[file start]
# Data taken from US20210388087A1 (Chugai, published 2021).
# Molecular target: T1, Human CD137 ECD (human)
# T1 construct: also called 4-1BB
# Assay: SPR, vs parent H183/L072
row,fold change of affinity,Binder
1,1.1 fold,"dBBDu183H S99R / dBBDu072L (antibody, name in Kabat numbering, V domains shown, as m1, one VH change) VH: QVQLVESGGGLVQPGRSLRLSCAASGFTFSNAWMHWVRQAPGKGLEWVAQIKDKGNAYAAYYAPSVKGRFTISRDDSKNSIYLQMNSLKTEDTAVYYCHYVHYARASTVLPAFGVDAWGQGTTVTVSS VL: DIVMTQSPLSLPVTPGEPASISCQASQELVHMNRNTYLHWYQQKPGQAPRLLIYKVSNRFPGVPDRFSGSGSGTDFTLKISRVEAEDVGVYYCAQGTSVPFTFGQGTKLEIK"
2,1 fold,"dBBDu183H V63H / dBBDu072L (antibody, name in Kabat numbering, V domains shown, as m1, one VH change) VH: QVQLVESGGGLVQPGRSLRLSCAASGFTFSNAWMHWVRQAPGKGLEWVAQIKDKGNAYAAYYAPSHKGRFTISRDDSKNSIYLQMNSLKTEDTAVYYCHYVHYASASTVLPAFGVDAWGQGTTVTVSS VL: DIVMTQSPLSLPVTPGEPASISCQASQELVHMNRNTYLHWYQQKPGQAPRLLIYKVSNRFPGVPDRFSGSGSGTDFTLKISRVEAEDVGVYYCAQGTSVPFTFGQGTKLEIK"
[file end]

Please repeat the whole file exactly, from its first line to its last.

# Data taken from US20210388087A1 (Chugai, published 2021).
# Molecular target: T1, Human CD137 ECD (human)
# T1 construct: also called 4-1BB
# Assay: SPR, vs parent H183/L072
row,fold change of affinity,Binder
1,1.1 fold,"dBBDu183H S99R / dBBDu072L (antibody, name in Kabat numbering, V domains shown, as m1, one VH change) VH: QVQLVESGGGLVQPGRSLRLSCAASGFTFSNAWMHWVRQAPGKGLEWVAQIKDKGNAYAAYYAPSVKGRFTISRDDSKNSIYLQMNSLKTEDTAVYYCHYVHYARASTVLPAFGVDAWGQGTTVTVSS VL: DIVMTQSPLSLPVTPGEPASISCQASQELVHMNRNTYLHWYQQKPGQAPRLLIYKVSNRFPGVPDRFSGSGSGTDFTLKISRVEAEDVGVYYCAQGTSVPFTFGQGTKLEIK"
2,1 fold,"dBBDu183H V63H / dBBDu072L (antibody, name in Kabat numbering, V domains shown, as m1, one VH change) VH: QVQLVESGGGLVQPGRSLRLSCAASGFTFSNAWMHWVRQAPGKGLEWVAQIKDKGNAYAAYYAPSHKGRFTISRDDSKNSIYLQMNSLKTEDTAVYYCHYVHYASASTVLPAFGVDAWGQGTTVTVSS VL: DIVMTQSPLSLPVTPGEPASISCQASQELVHMNRNTYLHWYQQKPGQAPRLLIYKVSNRFPGVPDRFSGSGSGTDFTLKISRVEAEDVGVYYCAQGTSVPFTFGQGTKLEIK"